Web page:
Pinewood awarded for volunteer efforts during pandemic
The nonprofit organization has been involved throughout the pandemic with a community reading program through United Way of Carlton County known as “Imagination Library Storytime.”
When the COVID-19 pandemic began taking a significant toll on adults living with disabilities, staff at Pinewood Inc. knew they were going to have to get creative.
Pinewood is a Cloquet nonprofit organization specializing in providing disabled adults with training in independent living skills, community integration and recreation skills — often through various employment opportunities and activities.
After watching many people within the program lose their jobs, the organization's leaders decided to take a different approach to providing real-life experiences for people they were serving. They decided to look for volunteer opportunities.
The search led them to find “Imagination Library Storytime'': a community reading program offered through the Dolly Parton Imagination Library and coordinated by United Way of Carlton County.
It was a perfect fit.
Now, not only have they brought new experiences to the adults they serve, but they are also the recent recipients of the 2021 Life Enrichment Award from the Minnesota Organization for Habilitation and Rehabilitation.
“It just meant a lot to us … to have it go one step further," Pinewood Program Director Melanie Maniekee said of the award.
A different kind of work
According to the United Way website , the Dolly Parton Imagination Library works to instill a love of reading in children at a young age by providing each child enrolled in the program with a free, brand new and age appropriate book once a month.
The program is open to local children from birth until age 5, with the potential to build a home library of up to 60 books.
United Way Executive Director Ali Bilden Camps explained that the “Imagination Library Storytime” portion of the program consists of various community members volunteering to record live video reading sessions, which are then sent along with the books.
She said United Way has been working to build the story time program throughout the past year, with a purpose of not only engaging the community, but also working to raise funds for the Imagination Library program.
By working closely with United Way staff, Pinewood was able to involve four of the people they served with “Imagination Library Storytime” by having them record video sessions for three books: “Baking Day at Grandma's,” “Milo's Hat Trick” and “ABCers.”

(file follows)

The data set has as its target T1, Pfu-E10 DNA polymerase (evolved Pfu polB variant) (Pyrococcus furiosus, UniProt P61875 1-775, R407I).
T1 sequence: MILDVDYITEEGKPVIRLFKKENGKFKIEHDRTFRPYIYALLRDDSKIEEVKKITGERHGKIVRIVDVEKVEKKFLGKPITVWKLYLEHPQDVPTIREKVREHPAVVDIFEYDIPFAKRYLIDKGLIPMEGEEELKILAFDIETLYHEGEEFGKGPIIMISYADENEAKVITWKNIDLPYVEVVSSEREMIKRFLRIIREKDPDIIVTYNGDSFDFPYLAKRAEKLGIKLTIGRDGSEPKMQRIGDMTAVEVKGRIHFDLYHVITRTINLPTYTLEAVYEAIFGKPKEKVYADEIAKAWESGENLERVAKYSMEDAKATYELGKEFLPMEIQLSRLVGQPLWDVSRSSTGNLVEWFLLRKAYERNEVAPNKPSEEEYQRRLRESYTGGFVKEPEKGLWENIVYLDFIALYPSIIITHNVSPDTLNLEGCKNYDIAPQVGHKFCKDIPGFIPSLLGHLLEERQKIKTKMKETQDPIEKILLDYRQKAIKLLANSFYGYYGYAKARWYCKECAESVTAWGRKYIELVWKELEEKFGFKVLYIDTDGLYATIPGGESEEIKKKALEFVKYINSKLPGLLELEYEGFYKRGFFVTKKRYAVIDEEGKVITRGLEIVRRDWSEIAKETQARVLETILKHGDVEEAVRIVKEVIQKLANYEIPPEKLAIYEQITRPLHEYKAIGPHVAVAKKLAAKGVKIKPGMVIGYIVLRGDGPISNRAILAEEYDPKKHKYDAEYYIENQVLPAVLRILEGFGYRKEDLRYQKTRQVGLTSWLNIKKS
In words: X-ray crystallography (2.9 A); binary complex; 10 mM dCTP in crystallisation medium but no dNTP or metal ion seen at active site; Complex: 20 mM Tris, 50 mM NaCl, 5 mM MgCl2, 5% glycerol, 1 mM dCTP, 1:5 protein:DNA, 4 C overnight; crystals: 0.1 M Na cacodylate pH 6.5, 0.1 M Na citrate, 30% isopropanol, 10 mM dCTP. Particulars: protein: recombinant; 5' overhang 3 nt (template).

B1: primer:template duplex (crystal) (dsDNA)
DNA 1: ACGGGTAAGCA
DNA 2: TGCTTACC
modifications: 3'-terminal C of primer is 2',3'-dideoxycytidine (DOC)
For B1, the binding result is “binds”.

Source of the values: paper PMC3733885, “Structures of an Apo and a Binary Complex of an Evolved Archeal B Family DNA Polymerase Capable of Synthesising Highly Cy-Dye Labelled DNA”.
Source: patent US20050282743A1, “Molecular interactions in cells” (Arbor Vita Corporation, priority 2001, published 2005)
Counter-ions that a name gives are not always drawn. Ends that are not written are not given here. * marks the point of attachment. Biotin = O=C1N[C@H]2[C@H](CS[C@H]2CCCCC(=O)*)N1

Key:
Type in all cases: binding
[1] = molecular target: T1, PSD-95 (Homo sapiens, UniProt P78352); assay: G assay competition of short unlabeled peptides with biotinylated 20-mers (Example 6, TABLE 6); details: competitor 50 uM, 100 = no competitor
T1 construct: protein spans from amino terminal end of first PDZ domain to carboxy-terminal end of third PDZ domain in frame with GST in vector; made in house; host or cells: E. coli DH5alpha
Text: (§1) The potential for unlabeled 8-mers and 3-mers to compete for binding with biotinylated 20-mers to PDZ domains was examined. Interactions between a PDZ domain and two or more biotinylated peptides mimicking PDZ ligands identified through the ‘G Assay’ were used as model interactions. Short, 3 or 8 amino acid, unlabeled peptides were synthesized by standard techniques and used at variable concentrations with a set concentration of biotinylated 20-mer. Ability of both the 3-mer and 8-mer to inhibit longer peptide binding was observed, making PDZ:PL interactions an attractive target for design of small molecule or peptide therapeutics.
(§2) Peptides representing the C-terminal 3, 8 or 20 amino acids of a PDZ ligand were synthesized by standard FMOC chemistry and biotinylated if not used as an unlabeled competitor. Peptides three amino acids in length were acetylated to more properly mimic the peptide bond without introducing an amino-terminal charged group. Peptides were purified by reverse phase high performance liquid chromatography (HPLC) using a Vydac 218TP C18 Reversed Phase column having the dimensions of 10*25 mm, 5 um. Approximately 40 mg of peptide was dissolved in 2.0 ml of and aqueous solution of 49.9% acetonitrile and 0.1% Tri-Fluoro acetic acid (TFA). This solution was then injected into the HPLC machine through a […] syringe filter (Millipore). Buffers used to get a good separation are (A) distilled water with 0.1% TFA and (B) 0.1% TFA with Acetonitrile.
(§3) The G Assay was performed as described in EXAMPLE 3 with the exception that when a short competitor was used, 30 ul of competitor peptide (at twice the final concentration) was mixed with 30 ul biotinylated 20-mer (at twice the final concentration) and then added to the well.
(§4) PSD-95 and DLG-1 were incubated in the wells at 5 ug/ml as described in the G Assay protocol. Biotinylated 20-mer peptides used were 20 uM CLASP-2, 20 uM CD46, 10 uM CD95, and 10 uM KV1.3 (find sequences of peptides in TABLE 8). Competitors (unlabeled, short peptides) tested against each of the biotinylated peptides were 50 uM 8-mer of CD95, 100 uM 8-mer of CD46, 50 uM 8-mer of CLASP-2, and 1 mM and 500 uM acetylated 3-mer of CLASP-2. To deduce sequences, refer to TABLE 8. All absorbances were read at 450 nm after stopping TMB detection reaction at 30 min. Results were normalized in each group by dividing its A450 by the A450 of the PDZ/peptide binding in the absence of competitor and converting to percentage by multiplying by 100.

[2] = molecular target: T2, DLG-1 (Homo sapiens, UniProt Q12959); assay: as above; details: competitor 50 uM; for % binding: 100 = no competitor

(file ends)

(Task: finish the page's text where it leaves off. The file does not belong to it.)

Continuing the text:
“Even though you’re not being paid, you’re doing a service,” Pinewood Employment Services Manager Danae Lambert said.
However, the work didn’t come without its challenges.
Because of unique needs, Pinewood had to adjust some of the volunteer programming to meet the needs of those they serve.
For example, one of the adults served by Pinewood, Tammy, wanted to join the program but struggled to read. So, Lambert paired Tammy up with a partner who was a fluent reader for one of the book readings. Then, she had Tammy introduce the book and also provide an ending to the video.
Tammy was thrilled. Not only did the program help improve her letter recognition and other reading skills, but it also brought her joy during an uncertain time. Maniekee said Tammy’s joy and enthusiasm for the program were the main inspirations behind Pinewood’s application for the Life Enrichment Award.
United Way Community Resource Coordinator Emily Hutchison said joy was a noticeable feeling in the Pinewood videos, many of which ended with giggles and satisfied smiles from the participants.
She said not only were the videos fun, but they were also hard work.
According to Hutchison, volunteers from Pinewood spent hours practicing before they would do a final take.
“They did such a fantastic job,” she said.
To date, Hutchison said approximately $5,000 has been raised for the Imagination Library program, with 354 Carlton County children currently enrolled.